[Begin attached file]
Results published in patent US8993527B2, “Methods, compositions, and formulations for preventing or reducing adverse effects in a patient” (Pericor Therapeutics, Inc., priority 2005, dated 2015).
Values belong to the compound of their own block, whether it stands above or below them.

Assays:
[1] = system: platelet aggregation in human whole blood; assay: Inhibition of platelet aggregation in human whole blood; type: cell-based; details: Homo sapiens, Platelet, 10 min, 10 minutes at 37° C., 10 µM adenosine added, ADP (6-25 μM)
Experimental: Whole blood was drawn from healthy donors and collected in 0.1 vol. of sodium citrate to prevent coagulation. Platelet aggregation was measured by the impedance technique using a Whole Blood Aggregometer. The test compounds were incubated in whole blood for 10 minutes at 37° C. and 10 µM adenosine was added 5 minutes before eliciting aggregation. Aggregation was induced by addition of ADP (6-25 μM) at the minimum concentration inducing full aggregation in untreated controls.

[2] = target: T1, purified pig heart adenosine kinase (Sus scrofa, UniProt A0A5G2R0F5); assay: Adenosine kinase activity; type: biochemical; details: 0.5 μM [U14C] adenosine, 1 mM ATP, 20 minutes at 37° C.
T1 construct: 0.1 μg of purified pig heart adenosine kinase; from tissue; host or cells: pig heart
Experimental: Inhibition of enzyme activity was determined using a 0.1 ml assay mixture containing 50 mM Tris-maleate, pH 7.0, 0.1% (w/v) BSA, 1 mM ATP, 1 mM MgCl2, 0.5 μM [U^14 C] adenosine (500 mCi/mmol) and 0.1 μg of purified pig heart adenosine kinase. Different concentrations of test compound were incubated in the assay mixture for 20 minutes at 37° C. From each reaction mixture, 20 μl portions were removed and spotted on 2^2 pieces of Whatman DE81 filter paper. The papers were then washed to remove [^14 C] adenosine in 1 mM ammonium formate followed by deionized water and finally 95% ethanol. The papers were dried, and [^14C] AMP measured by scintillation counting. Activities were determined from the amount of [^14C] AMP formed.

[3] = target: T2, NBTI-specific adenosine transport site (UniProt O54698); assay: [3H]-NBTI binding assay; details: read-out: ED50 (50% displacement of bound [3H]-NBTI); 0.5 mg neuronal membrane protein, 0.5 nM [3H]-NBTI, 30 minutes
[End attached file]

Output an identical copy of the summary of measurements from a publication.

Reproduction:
Results published in patent US8993527B2, “Methods, compositions, and formulations for preventing or reducing adverse effects in a patient” (Pericor Therapeutics, Inc., priority 2005, dated 2015).
Values belong to the compound of their own block, whether it stands above or below them.

Assays:
[1] = system: platelet aggregation in human whole blood; assay: Inhibition of platelet aggregation in human whole blood; type: cell-based; details: Homo sapiens, Platelet, 10 min, 10 minutes at 37° C., 10 µM adenosine added, ADP (6-25 μM)
Experimental: Whole blood was drawn from healthy donors and collected in 0.1 vol. of sodium citrate to prevent coagulation. Platelet aggregation was measured by the impedance technique using a Whole Blood Aggregometer. The test compounds were incubated in whole blood for 10 minutes at 37° C. and 10 µM adenosine was added 5 minutes before eliciting aggregation. Aggregation was induced by addition of ADP (6-25 μM) at the minimum concentration inducing full aggregation in untreated controls.

[2] = target: T1, purified pig heart adenosine kinase (Sus scrofa, UniProt A0A5G2R0F5); assay: Adenosine kinase activity; type: biochemical; details: 0.5 μM [U14C] adenosine, 1 mM ATP, 20 minutes at 37° C.
T1 construct: 0.1 μg of purified pig heart adenosine kinase; from tissue; host or cells: pig heart
Experimental: Inhibition of enzyme activity was determined using a 0.1 ml assay mixture containing 50 mM Tris-maleate, pH 7.0, 0.1% (w/v) BSA, 1 mM ATP, 1 mM MgCl2, 0.5 μM [U^14 C] adenosine (500 mCi/mmol) and 0.1 μg of purified pig heart adenosine kinase. Different concentrations of test compound were incubated in the assay mixture for 20 minutes at 37° C. From each reaction mixture, 20 μl portions were removed and spotted on 2^2 pieces of Whatman DE81 filter paper. The papers were then washed to remove [^14 C] adenosine in 1 mM ammonium formate followed by deionized water and finally 95% ethanol. The papers were dried, and [^14C] AMP measured by scintillation counting. Activities were determined from the amount of [^14C] AMP formed.

[3] = target: T2, NBTI-specific adenosine transport site (UniProt O54698); assay: [3H]-NBTI binding assay; details: read-out: ED50 (50% displacement of bound [3H]-NBTI); 0.5 mg neuronal membrane protein, 0.5 nM [3H]-NBTI, 30 minutes